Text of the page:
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New footpath celebrates an ancient landscape at National Trust Southwood Estate, Newgale

The new permissive path joins the Welsh Coast Path ©National Trust Images John Millar

A new footpath now open on National Trust Cymru’s Southwood Estate, will give better access to the ancient and beautiful landscape near Newgale Beach, Pembrokeshire.

The 2km footpath has been made possible thanks to funding from players of People’s Postcode Lottery, whose support has also meant more could be done to protect and enhance the biodiversity of the 850-acre Estate. Further project work has focused on enhancing the traditionally farmed Folkeston Farm, so wildlife can continue to thrive and people can benefit from being surrounded by nature.

For the first time visitors will be able to visit Folkeston Farm via the new permissive path which links in with existing footpaths to Southwood Farm and the National Trust Maidenhall car park. The footpath will take walkers across farmland where funding has supported the creation of 400m of new hedgerows; vital habitat for farmland birds including the Yellowhammer, which faces rapid decline across Wales.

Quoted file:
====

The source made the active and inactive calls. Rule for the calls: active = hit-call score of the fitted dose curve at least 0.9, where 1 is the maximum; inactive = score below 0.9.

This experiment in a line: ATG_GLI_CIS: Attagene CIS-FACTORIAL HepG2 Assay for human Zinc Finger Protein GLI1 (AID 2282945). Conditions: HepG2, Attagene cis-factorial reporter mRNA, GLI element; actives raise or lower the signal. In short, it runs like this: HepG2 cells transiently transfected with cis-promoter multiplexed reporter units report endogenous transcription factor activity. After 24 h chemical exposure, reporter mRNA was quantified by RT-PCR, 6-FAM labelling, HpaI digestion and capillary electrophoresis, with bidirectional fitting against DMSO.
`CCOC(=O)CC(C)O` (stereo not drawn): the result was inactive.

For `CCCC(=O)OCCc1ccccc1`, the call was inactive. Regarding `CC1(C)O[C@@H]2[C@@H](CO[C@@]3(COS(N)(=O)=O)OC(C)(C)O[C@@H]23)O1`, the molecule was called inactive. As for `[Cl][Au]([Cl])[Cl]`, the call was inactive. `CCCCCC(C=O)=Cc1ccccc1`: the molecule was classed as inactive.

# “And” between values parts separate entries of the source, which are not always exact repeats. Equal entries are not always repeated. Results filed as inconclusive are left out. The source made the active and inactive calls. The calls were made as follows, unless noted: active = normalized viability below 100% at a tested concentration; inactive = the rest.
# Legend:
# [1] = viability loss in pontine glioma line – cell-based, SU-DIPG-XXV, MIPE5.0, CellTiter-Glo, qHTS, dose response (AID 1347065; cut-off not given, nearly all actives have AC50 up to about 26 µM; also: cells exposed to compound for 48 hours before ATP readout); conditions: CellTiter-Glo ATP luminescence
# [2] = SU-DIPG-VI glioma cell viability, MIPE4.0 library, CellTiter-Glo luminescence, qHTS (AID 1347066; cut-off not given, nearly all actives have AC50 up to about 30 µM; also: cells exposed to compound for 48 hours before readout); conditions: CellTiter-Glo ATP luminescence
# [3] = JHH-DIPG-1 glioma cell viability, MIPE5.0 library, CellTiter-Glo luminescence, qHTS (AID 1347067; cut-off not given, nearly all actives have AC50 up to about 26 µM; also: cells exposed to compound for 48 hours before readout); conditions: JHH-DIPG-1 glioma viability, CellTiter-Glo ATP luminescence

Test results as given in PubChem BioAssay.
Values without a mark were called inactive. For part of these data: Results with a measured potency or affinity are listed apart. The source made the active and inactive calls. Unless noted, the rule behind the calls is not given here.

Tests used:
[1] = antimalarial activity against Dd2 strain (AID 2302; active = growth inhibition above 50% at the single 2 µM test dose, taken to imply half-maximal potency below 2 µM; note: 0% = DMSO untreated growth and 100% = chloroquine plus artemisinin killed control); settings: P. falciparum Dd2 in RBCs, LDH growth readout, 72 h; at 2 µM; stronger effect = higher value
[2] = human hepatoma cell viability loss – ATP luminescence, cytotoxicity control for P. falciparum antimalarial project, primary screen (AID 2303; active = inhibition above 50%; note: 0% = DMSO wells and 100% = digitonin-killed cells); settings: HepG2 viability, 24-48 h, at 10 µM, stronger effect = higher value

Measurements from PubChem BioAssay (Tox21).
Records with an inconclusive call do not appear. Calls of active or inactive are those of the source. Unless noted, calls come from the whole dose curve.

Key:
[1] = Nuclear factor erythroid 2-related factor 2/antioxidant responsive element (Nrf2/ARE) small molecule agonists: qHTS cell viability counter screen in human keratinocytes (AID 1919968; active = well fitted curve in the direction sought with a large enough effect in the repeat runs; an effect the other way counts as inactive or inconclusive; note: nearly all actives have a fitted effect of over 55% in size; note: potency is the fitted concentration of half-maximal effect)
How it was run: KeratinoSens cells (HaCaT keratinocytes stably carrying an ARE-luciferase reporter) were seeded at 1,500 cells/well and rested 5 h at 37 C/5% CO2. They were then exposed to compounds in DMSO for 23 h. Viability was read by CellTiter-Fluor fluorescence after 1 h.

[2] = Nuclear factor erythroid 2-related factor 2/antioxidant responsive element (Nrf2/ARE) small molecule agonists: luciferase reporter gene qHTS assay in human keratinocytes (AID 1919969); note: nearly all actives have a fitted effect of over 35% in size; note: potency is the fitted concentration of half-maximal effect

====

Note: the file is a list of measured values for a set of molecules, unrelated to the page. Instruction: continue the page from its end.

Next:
Funding has also allowed for the installation of 8km of new fencing at both Folkeston Farm and Goodhope Farm, near Strumble Head. This expands and protects existing hedgerows and ensures cattle can continue to graze the ancient wildflower meadows.

National Trust Volunteers, passionate about caring for the Estate, contributed over 400 hours of their time to the project, assisting Rangers with everything from installing signage to hedgerow planting.

Speaking about the new path and the future of the farmland and Estate, National Trust Ranger James Roden said:

“This crucial investment has meant we can continue to care for a combined area of 350 acres of farmland at Goodhope and Folkeston Farms, monitoring the wildflower meadows and the farmland bird populations. This work, in addition to the continuation of conservation management across the Southwood Estate and at Goodhope Farm, will create a more climate resilient, healthier, wildlife rich landscape.

A further aim is to increase public access across the Southwood Estate, adding to the creation of the new permissive path, with more footpaths planned over the next few years for everyone to enjoy.”